Nous Restons Unis (United We Stand)

There I was standing in solidarity amongst my French friends as we gathered together to mourn a tragedy. For me, it was an attack on Paris and on humanity, but for them it had the added element of being an attack on home. We all felt a sense of loss, but the drive, the history and the emotion behind it varied. No one’s emotions are ever less than another’s, but they are, by nature, inherently different. I was standing in the crowd. It was an almost out of body experience. I was part of the moment but a bystander as well. I glanced around. Thousands had gathered. A sea of voices surrounded me, but they were speaking a language I only know pieces of. Sometimes when I spend time with my French friends, I jokingly remind them to speak in english (side note-very rarely is this necessary…they are all incredibly thoughtful in this way, always opting for their second language so I can speak my first). This day, however, was not a day for them to make adjustments for me. It was a day for me to just be. I could pick up words here and there, but only a few. Someone sang a beautiful rendition of the French national anthem. People sang with her.I didn’t know the tune or the words. But somehow that was ok. I was just being. Being a part of a moment that was far bigger than any individual. Bigger than any country. It was a moment where the world was coming together, I thought. Coming together in response to an attack that was meant to tear us apart.

A year ago I think that moment would have been very different for me. A year ago I did not personally know anyone from France. Today I do. I know amazing, incredible women who, like me, have left their homes on a grand adventure to Australia. What brought us to Australia may be different, and we each have unique personalities, histories and stories, but it is these very differences, and the celebration of them that brings such a richness to every shared moment between us. Today I know people from France. I have friends who spent the day contacting everyone they could to see if their friends and family had survived. I can’t even begin to imagine what that felt like.

When I found out about the attacks, I suddenly felt homesick. Overwhelmingly homesick. I just wanted to be back with my family. Then came a pang of guilt. I’m wishing to return home to the safety of my country and family and yet I think about how my friends here must feel. Their home is not a place of safety at the moment. A rush of emotion takes me back to the feeling I had after 9/11. You can never truly compare two tragedies. They were entirely different. But then again, in their most basic sense, they are entirely the same in that they both compromised peoples’ sense of security. There was an immediate loss of safety following 9/11. That day, no American felt truly safe. We fought off fear, we stayed strong, and we persevered, but in that moment, home was not safe. I can’t speak for anyone but myself, but the feeling after November 13th is similar to me. The world was attacked, humanity was attacked, and for the French specifically, their home was attacked. Fear will be fought off, the people will stay strong, and they will persevere, but this day will never be forgotten- nor should it be.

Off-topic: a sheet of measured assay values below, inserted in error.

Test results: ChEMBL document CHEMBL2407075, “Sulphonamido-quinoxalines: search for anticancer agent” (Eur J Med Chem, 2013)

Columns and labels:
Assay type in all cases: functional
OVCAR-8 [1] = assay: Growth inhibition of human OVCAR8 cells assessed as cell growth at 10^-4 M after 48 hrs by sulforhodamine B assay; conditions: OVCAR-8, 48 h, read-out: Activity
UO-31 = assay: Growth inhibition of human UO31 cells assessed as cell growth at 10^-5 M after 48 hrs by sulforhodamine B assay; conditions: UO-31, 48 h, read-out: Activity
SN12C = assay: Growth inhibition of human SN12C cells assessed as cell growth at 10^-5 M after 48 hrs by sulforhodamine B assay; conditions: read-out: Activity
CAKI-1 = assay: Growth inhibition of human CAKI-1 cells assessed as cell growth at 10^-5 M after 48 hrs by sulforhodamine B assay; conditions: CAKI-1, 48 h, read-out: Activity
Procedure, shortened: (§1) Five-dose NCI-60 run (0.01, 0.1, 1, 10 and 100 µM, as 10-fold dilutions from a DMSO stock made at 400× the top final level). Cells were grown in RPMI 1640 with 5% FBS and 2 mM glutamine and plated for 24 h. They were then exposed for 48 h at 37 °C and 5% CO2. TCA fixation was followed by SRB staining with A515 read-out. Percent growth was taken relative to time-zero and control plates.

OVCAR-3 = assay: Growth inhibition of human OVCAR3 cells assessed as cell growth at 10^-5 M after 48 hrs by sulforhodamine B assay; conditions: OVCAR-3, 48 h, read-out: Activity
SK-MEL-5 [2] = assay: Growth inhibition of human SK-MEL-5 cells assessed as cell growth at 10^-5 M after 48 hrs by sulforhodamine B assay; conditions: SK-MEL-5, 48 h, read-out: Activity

While I say the moment would be different had I not known anyone from the country, I don’t think it would be any less impactful. I don’t think you have to be directly affected to experience the devastation of an event of this magnitude. This attack was coordinated. It was meticulously planned and expertly carried out. It was disastrous. And, sadly, it is not unique. Terrorism and terrorist attacks seem to be more and more commonplace. This attack was in Paris. There was another in Beirut. The attacks could be anywhere. It becomes less and less about the where, what and how and more about the who and why. No, not even who to blame…who are they attacking? And why?

Say what you will about the president of the United States, but this quote rang true to me:

“This is an attack not just on Paris, it’s an attack not just on the people of France, but this is an attack on all of humanity and the universal values that we share.”

–Barack Obama

They aren’t just attacking France or Beirut, they are attacking the the values people hold most dear. The bombs and gunfire struck Paris, but the aftershock has hit the entire world. And the response from the world in the wake o this travesty was overwhelming. Around the globe, landmarks, buildings, media, and Facebook profiles lit up in support of France. In support of the people. In support of peace.



So on Monday, November 16th, Melbourne organized a peaceful gathering for the French community and supporters. Federation square was set up, guards were in place (just in case) and the French community (as well as official representatives) came together to mourn for the lives lost, not just in France, but around the world. One by one speakers shared their thoughts on the tragedy. Some highlighted the loss of life, others detailed the events, but the all-encompassing message of the night was clear: We will not live our lives in fear. We are one world united.


After the speakers, John Lennon’s song “Imagine” played…and for a few minutes, we all just listened. For me, the lyrics rang truer than any other time I’ve heard them.

“Imagine there’s no countries
It isn’t hard to do